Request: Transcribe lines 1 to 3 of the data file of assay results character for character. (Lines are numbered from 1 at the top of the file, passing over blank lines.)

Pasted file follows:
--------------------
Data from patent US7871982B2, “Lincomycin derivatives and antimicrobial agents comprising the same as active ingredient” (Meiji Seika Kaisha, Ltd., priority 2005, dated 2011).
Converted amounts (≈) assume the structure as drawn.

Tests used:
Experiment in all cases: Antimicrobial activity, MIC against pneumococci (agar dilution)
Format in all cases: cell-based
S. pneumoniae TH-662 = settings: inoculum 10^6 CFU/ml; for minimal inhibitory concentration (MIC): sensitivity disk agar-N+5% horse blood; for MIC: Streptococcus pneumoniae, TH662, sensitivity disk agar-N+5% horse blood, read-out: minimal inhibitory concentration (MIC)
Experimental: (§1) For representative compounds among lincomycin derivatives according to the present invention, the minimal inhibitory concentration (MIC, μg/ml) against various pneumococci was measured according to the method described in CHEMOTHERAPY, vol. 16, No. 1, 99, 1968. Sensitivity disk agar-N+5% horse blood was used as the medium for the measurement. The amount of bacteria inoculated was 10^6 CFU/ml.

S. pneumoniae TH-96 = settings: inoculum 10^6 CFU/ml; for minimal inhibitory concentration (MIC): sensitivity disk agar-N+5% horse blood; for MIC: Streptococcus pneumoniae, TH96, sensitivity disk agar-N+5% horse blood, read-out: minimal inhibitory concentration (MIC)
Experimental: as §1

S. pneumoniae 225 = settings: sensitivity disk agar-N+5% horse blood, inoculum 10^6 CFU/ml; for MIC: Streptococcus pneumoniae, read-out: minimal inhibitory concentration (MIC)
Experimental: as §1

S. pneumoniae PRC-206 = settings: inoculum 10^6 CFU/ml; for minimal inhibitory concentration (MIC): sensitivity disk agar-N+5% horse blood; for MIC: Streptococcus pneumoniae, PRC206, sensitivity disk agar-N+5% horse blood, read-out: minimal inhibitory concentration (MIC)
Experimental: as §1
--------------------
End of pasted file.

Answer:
Data from patent US7871982B2, “Lincomycin derivatives and antimicrobial agents comprising the same as active ingredient” (Meiji Seika Kaisha, Ltd., priority 2005, dated 2011).
Converted amounts (≈) assume the structure as drawn.

Tests used: